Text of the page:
Georgia is clearly the closest US ally in the South Caucasus, moving in lockstep with American interests on just about every foreign policy issue – except one: Iran. Not wanting to become embroiled in a potential regional conflict, officials in Tbilisi are trying to finesse relations with Tehran, while staying in Washington’s good graces.
All the saber-rattling surrounding Iran’s secretive nuclear program has Georgians on edge. If the United States, European Union and/or Israel try for a forceful solution of the problem, geography suggests that Tbilisi could easily get dragged into a conflict.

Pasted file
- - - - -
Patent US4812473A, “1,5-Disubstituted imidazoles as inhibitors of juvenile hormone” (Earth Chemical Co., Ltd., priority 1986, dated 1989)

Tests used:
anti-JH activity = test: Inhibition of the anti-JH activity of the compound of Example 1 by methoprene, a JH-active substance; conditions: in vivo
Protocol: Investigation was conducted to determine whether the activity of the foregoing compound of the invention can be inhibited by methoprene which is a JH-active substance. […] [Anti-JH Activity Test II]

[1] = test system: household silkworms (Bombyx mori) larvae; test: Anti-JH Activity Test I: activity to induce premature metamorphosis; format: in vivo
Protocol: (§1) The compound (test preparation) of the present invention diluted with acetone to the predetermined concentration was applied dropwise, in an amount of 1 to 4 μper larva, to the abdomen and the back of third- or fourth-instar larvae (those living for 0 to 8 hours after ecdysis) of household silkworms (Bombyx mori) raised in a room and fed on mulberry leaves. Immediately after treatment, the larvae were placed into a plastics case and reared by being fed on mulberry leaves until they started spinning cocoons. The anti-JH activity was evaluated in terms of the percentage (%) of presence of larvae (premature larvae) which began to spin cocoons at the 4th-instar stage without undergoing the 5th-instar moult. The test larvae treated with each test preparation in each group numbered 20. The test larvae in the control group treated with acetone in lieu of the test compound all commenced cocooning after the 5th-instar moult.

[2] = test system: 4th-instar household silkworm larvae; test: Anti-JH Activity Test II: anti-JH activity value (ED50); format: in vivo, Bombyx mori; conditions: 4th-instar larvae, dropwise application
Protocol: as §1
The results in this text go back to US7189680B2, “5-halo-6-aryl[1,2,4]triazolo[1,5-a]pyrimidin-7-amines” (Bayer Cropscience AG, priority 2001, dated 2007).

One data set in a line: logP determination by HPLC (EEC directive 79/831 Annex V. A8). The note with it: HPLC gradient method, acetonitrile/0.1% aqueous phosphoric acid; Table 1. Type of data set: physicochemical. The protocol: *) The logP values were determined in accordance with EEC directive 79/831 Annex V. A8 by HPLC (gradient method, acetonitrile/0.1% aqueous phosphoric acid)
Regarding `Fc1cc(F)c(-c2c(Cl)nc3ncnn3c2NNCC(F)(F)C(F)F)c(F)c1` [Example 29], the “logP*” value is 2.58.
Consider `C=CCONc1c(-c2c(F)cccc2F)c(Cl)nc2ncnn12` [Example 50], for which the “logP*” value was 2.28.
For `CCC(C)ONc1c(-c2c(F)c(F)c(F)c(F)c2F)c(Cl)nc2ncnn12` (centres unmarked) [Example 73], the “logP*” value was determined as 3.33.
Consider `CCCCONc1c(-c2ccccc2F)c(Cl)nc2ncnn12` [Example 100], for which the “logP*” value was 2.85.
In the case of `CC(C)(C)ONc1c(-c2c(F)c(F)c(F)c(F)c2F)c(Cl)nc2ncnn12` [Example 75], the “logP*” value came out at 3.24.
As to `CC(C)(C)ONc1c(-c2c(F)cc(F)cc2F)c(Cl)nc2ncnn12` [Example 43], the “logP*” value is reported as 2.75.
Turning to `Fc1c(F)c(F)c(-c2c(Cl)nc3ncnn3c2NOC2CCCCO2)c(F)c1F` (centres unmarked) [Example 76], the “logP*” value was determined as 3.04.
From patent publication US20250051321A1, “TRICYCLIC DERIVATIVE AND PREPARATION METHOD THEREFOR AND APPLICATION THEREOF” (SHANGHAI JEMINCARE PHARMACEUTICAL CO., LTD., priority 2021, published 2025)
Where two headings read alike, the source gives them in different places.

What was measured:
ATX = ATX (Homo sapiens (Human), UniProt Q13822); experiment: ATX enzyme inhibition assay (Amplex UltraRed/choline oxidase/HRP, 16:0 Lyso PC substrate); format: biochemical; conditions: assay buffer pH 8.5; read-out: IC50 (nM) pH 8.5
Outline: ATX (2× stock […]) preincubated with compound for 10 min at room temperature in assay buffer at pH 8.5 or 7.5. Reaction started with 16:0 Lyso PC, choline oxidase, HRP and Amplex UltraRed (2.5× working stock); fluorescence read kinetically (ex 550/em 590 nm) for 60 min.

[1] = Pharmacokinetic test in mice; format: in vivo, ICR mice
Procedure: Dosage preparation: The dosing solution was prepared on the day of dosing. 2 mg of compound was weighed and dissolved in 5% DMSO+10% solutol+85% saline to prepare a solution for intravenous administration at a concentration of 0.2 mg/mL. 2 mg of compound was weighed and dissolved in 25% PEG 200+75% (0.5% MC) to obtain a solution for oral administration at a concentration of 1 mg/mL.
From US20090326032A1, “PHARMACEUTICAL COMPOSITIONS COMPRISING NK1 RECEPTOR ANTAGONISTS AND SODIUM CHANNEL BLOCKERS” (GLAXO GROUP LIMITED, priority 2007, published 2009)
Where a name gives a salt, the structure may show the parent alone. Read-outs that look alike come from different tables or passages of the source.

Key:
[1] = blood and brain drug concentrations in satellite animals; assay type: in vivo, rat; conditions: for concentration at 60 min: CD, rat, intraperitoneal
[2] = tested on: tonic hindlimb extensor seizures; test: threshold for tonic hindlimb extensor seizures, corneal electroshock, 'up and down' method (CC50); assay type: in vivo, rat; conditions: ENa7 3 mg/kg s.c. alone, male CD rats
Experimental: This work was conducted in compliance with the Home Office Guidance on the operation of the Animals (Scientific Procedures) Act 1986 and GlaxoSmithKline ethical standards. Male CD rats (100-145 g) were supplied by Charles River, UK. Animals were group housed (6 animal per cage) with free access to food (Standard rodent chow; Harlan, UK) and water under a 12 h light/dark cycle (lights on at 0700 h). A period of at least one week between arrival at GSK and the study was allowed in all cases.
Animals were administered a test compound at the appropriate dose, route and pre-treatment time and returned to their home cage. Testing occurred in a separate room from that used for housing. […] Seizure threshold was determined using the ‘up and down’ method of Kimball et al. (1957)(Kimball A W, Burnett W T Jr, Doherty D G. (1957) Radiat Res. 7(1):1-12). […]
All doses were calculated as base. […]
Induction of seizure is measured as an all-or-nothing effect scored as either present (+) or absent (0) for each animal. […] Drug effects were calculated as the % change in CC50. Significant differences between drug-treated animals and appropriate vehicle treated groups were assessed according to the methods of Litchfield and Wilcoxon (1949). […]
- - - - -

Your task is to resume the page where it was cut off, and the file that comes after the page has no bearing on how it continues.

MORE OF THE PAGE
“They [Georgian leaders] want to avoid conflict if possible, but they don’t feel in control of the situation,” said Thomas de Waal, a longtime Caucasus observer and senior associate at the Carnegie Endowment for International Peace in Washington, DC.
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Giorgi Lomsadze is a freelance journalist based in Tbilisi. He is a frequent contributor to Eurasianet's Tamada Tales blog.